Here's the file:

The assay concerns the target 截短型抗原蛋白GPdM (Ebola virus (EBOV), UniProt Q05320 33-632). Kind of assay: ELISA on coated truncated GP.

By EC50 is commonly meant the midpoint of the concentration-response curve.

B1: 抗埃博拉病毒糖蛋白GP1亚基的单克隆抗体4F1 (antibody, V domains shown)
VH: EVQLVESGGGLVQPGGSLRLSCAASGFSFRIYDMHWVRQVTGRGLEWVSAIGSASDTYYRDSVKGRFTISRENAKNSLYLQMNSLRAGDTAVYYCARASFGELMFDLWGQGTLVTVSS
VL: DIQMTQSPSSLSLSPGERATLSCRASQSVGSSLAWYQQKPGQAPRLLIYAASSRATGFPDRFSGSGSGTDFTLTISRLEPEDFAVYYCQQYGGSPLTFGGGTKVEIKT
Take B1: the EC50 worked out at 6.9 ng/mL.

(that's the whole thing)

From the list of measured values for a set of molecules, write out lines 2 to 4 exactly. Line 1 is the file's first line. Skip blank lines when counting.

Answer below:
By EC50 is commonly meant the midpoint of the concentration-response curve.

B1: 抗埃博拉病毒糖蛋白GP1亚基的单克隆抗体4F1 (antibody, V domains shown)
VH: EVQLVESGGGLVQPGGSLRLSCAASGFSFRIYDMHWVRQVTGRGLEWVSAIGSASDTYYRDSVKGRFTISRENAKNSLYLQMNSLRAGDTAVYYCARASFGELMFDLWGQGTLVTVSS